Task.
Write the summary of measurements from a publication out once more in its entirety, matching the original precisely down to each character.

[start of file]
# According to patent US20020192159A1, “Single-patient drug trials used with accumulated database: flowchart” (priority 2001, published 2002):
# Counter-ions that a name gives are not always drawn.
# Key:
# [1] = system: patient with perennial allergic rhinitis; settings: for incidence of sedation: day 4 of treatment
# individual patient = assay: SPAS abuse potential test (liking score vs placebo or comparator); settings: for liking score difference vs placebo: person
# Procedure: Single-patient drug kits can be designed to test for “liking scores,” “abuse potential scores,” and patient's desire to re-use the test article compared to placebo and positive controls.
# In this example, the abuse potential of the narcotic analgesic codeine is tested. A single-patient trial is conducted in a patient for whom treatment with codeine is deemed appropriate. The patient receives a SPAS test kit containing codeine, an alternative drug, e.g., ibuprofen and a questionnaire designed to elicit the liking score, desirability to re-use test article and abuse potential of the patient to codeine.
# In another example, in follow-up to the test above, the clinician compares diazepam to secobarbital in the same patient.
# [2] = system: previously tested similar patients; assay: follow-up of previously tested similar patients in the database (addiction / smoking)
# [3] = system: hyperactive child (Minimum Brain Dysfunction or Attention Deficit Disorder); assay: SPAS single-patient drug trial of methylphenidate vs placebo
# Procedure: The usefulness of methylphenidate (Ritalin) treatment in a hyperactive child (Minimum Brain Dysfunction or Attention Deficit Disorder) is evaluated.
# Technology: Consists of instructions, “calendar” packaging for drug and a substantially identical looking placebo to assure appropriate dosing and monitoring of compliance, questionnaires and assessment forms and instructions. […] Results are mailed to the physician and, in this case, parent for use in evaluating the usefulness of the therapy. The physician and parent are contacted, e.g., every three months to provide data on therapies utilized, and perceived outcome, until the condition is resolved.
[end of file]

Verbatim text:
# According to patent US20020192159A1, “Single-patient drug trials used with accumulated database: flowchart” (priority 2001, published 2002):
# Counter-ions that a name gives are not always drawn.
# Key:
# [1] = system: patient with perennial allergic rhinitis; settings: for incidence of sedation: day 4 of treatment
# individual patient = assay: SPAS abuse potential test (liking score vs placebo or comparator); settings: for liking score difference vs placebo: person
# Procedure: Single-patient drug kits can be designed to test for “liking scores,” “abuse potential scores,” and patient's desire to re-use the test article compared to placebo and positive controls.
# In this example, the abuse potential of the narcotic analgesic codeine is tested. A single-patient trial is conducted in a patient for whom treatment with codeine is deemed appropriate. The patient receives a SPAS test kit containing codeine, an alternative drug, e.g., ibuprofen and a questionnaire designed to elicit the liking score, desirability to re-use test article and abuse potential of the patient to codeine.
# In another example, in follow-up to the test above, the clinician compares diazepam to secobarbital in the same patient.
# [2] = system: previously tested similar patients; assay: follow-up of previously tested similar patients in the database (addiction / smoking)
# [3] = system: hyperactive child (Minimum Brain Dysfunction or Attention Deficit Disorder); assay: SPAS single-patient drug trial of methylphenidate vs placebo
# Procedure: The usefulness of methylphenidate (Ritalin) treatment in a hyperactive child (Minimum Brain Dysfunction or Attention Deficit Disorder) is evaluated.
# Technology: Consists of instructions, “calendar” packaging for drug and a substantially identical looking placebo to assure appropriate dosing and monitoring of compliance, questionnaires and assessment forms and instructions. […] Results are mailed to the physician and, in this case, parent for use in evaluating the usefulness of the therapy. The physician and parent are contacted, e.g., every three months to provide data on therapies utilized, and perceived outcome, until the condition is resolved.